“Machinery health is now just one component of a plant’s overall status, which is continually seeking to answer the plant manager’s two basic questions about reliability and availability,” says Skeirik.
An Ultrasonic Heartbeat
Though vibration detection and analysis is a bread-and-butter machine health monitoring method, and one that’s also increasing in sensitivity and sophistication, some developers believe ultrasonic monitoring may be even more useful. Based on military and aerospace monitoring methods, Stress Wave Analysis (SWAN) technology from Swantech reportedly can detect even earlier when a machine is starting to demonstrate symptoms that will lead to failure (See Figure 2 below).
FIGURE 2: SOUNDING STRESSED
Ultrasonic stress wave energy (SWE) plots for two machines show the one on the right was damaged in a “seeded fault” by an insufficient quantity and inappropriate quality of lubricating oil. The plots indicate the SWE levels on the “faulty” machine were immediately higher than its twin, trended upward, and accelerated, as the machine accumulated actual wear and damage.
“Ultrasonic technology provides the earliest detection of machine problems by detecting the unique sounds made by friction, impact events, and minor surface damage,” says Ralph Genesi, Swantech’s president and CEO. “Traditional machine health has been based on vibration, but this is too late because some damage may already have occurred and a safety shutdown may be needed. Ultrasonic detection gives users more time to gain the knowledge to plan maintenance and a response, and lets users decided if they need to shut down now or if they can safely run their planned quota.
“In addition, electrical signal histories collected over time, or histograms, can show if new signals are skewed, and even help indicate if a machine has lube problems, cracks, or seal damage. Ultrasonics can even show when an external load is placed on a machine, which can help operators change bad habits, and extend the lives of their devices.”
For example, to help it process more than 2 million tons of reclaimed steel per year, North Star BlueScope Steel in Delta, Ohio, recently asked Swantech to help maintain its flat roll machines, which usually run 24/7 and can cost $1,000 per minute of unplanned downtime. The steelmaker’s SWAN system gathers information from Stress Wave data collectors associated with each bearing, analyzes it on a SWANserver in the plant’s offices, reports on any early signs of wear in the mill’s equipment, and allows managers to plan maintenance or repairs up to six months in advance.
“We’re concerned mainly about failed bearings and failed gears,” says Matt Morris, North Star BlueScope’s reliability-team leader. “All of the gearing is unique to the machine, and we have no spares. Because getting a new one usually takes at least six months, limping along or shutting down completely can add up to large losses. However, the field of available methods is very narrow because many of our large bearings turn very slowly. Also, the sensors mounted on each bearing have to withstand the high temperatures and heavy vibration in our processes.
“Initially, the SWAN system was standalone, but it was eventually added to our Level 1 network for backup purposes. Now, it’s also accessible through routers from our main Level 3 business systems.”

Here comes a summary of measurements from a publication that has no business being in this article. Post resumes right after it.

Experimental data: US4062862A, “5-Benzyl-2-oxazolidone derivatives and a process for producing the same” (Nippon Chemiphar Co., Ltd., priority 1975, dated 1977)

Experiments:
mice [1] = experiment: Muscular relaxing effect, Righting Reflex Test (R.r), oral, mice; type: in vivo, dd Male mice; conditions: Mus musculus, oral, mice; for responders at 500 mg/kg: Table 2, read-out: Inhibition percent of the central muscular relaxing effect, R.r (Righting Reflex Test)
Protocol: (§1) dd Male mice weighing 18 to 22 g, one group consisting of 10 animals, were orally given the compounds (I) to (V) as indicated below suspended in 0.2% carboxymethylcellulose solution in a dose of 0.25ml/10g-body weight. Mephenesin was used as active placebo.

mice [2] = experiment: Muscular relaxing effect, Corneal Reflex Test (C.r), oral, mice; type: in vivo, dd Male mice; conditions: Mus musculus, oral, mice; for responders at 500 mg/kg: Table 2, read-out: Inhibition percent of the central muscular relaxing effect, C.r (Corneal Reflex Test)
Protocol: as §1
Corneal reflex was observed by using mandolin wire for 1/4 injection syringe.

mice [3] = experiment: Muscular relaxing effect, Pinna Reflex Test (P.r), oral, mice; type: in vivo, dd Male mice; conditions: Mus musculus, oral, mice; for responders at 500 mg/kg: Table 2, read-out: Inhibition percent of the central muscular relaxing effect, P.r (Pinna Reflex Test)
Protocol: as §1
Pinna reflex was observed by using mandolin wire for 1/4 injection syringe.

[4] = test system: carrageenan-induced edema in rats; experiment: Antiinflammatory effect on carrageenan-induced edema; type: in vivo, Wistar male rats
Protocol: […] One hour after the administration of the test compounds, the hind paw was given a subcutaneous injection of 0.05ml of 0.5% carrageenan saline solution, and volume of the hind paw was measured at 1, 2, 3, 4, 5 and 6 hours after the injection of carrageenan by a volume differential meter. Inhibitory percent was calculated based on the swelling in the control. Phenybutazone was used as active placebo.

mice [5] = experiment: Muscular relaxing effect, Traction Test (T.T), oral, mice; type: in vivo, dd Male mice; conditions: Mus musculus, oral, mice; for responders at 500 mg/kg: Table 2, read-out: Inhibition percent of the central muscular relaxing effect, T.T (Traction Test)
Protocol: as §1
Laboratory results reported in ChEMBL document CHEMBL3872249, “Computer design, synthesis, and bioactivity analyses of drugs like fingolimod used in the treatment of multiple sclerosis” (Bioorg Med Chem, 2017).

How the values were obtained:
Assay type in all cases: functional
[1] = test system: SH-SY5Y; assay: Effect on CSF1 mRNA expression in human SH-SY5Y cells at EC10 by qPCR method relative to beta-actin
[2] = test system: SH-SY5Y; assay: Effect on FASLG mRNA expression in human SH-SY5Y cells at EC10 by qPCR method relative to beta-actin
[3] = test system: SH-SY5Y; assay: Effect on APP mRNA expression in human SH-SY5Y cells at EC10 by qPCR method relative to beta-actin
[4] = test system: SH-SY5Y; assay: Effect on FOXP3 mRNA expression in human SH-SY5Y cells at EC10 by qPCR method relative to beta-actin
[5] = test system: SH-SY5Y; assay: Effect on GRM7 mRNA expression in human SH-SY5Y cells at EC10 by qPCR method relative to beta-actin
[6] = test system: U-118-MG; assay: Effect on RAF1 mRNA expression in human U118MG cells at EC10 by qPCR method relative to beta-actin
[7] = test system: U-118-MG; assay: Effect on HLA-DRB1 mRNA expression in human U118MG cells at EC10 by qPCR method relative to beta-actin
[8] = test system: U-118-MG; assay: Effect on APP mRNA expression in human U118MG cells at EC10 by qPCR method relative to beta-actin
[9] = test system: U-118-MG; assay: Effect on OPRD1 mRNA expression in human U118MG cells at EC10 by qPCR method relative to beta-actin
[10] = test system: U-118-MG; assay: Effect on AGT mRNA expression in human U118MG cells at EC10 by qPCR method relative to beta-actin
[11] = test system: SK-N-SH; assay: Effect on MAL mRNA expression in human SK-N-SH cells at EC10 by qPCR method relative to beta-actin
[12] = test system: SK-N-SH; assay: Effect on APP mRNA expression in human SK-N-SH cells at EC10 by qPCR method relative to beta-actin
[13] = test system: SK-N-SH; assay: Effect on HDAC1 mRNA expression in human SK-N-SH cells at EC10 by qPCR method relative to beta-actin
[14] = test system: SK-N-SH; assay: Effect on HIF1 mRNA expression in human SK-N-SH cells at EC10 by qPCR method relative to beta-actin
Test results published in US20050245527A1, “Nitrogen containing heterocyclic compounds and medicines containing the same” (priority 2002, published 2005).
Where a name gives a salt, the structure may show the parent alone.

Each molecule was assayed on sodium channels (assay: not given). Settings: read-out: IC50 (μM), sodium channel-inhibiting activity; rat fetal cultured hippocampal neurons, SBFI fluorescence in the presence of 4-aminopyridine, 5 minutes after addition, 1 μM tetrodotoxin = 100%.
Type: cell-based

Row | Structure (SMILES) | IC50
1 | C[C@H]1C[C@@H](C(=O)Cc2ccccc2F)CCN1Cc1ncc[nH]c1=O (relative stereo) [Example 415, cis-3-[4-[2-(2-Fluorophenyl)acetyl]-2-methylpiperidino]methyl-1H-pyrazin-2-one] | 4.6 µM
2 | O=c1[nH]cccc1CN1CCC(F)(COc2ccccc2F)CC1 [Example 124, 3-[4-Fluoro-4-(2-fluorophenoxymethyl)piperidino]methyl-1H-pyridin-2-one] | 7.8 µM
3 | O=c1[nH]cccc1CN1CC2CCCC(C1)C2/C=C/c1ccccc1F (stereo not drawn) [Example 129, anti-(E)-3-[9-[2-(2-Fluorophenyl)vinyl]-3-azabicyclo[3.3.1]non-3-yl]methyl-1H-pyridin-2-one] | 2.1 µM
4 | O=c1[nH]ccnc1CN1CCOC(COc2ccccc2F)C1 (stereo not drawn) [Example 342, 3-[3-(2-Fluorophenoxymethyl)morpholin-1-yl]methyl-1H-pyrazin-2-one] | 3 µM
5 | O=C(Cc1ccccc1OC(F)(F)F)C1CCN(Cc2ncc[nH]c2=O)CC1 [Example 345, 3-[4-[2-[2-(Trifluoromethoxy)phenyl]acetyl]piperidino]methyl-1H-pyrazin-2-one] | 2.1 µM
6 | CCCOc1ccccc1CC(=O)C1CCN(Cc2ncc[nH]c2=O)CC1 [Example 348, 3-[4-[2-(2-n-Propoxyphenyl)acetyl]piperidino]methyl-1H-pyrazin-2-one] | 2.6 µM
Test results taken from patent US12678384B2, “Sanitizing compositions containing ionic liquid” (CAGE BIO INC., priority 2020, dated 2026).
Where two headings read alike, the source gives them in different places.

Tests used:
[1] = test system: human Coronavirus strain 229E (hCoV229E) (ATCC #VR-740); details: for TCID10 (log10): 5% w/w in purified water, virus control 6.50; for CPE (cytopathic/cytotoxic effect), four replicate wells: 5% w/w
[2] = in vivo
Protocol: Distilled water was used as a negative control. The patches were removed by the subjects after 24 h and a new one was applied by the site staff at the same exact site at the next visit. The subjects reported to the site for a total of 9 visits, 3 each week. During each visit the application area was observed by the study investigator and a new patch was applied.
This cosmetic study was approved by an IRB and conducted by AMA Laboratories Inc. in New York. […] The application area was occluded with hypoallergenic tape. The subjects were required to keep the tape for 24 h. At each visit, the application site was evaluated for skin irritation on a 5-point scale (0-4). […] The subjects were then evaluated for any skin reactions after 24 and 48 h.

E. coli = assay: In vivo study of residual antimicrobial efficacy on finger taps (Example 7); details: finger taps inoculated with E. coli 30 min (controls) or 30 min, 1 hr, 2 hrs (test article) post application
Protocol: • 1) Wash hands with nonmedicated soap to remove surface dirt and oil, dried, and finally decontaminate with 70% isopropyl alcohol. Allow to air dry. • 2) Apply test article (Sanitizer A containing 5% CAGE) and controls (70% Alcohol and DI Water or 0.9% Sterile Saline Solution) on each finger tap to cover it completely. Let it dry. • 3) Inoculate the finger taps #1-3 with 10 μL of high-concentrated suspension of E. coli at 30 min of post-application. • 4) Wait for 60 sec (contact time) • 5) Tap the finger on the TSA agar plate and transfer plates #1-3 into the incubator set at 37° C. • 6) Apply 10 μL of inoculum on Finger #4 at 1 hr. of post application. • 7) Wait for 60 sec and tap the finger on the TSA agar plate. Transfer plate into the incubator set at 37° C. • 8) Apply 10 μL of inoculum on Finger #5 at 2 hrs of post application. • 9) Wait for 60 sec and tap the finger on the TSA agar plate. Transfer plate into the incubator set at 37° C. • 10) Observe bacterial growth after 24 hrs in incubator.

Not only has access to this information reduced production losses, but it also has allowed NorthStar to shrink its $3 million inventory of spare parts, and avoid paying thousands of dollars for rush orders.
Networking, Education Needed
While machine health monitoring technologies have made technical advances on their own, they’ve also been aided by increasingly reliable and widespread networking solutions and protocols. Breeding says developers had been trying to integrate process data for years, but that previous networks weren’t durable and secure enough. Now, not only are hardwiring and connectors more robust and less expensive, but fieldbus protocols, such as OPC, Profibus, Foundation fieldbus, and Modbus are becoming more standardized and accepted by end users. Likewise, many former worries about network security have been lessened by the fact that many process industry companies have established virtual private networks (VPNs), and are growing more comfortable about allowing authorized access to them. Also, once any initial network connection is made, it’s possible to distribute machine health monitoring data up to the enterprise level, over wireless links, or via the Internet.
Though many increasingly sophisticated technologies are coming into play in machine health monitoring, none can be effective if they simply aren’t used. “Many customers think their job is done when they buy a machine health product. Our company found that many users had very nice monitoring technologies suffering from ‘dusty keyboard syndrome” because they were still using schedules and weren’t relying on condition-based monitoring in their daily routine,” says Steve Sabin, editor of GE Energy’s Orbit magazine. “Though it started out making instruments, this was why Bentley Nevada started its machine diagnostic services business. Having monitoring instruments was fine, but companies that got the best results were those that trusted their instruments to drive their behavior, and change they way they did their work. In the best plants, 80% of the maintenance work is planned, while 20% is reactive, but this still isn’t they way most plant are run.”
So, while machine health monitoring is still solidly based on empirical observation, the power of that observation, the focused analysis of the resulting data, and the faster and wider distribution of its results can give user unprecedented benefits, but only if they use them.